On more than one occasion, I have had issues obtaining a valid intracommunity VAT number (numéro de TVA intracommunautaire) from French clients or service providers. The problems fall into two categories:
16-character or 14-character number instead of an 11-character number
Sometimes I have been given a 16-digit or 14-digit number instead of an 11-digit number. This is because the client or service provider is confusing their VAT number with their SIRET number.
The SIRET number is a 14-digit number consisting of a 9-digit SIREN number (e.g. 123 456 789, although the first two characters may be letters) followed by a five-digit NIC number, which usually starts with at least two zeros. An example SIRET number would be 123 456 789 00123.
French VAT numbers begin with the FR prefix, followed by a two-digit control number, followed by the 9-digit SIREN number. So, the company with the aforementioned SIRET and SIREN numbers might have the VAT number FR 12 123 456 789.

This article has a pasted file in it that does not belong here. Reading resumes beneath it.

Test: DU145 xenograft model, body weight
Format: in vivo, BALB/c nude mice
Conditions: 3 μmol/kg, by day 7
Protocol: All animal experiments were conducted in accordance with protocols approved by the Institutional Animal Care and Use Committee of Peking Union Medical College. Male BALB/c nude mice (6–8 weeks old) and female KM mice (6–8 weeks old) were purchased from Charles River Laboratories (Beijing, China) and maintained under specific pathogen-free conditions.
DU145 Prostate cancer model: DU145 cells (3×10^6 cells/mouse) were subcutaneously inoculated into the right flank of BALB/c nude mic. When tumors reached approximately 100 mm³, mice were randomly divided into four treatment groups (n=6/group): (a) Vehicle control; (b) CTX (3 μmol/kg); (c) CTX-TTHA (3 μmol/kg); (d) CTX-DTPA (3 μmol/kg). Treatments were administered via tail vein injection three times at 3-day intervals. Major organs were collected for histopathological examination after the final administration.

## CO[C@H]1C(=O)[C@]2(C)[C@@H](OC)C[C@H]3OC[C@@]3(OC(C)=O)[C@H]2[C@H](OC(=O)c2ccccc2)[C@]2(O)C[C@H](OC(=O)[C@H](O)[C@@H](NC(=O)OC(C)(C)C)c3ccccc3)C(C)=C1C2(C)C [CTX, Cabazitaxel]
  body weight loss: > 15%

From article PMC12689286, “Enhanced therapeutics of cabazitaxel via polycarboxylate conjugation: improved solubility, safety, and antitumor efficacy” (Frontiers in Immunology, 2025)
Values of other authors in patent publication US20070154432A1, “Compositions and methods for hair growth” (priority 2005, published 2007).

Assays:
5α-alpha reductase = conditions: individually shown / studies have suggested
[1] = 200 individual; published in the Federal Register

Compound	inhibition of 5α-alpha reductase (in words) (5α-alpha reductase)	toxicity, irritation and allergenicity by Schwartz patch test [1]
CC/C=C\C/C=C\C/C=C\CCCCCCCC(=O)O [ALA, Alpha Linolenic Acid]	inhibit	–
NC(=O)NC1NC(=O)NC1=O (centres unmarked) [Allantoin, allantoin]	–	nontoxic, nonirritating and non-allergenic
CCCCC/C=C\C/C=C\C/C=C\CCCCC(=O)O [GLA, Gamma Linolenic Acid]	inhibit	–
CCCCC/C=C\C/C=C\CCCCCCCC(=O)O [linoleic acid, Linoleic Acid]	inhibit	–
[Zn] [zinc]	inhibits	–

A 16-digit number is the result of the client or service provider adding the “FR ##” prefix to the 14-digit SIRET number, instead of to the 9-digit SIREN number.
So, if the client gives you a 16-digit number, such as FR 12 123 456 789 00123, simply drop the final five digits, and you have the intra-community VAT number (assuming the company has such a number – see below).
If the client gives you a 9-digit SIREN number, you can use an online tool to convert it to the corresponding VAT number.
But beware! The number you generate may only be a theoretical number, i.e. the number the client or service provider would be assigned if they applied for an intracommunity VAT number. But the client might not have applied. Before you can issue a VAT-free invoice under the reverse-charge mechanism you must check that they are registered in the VIES system.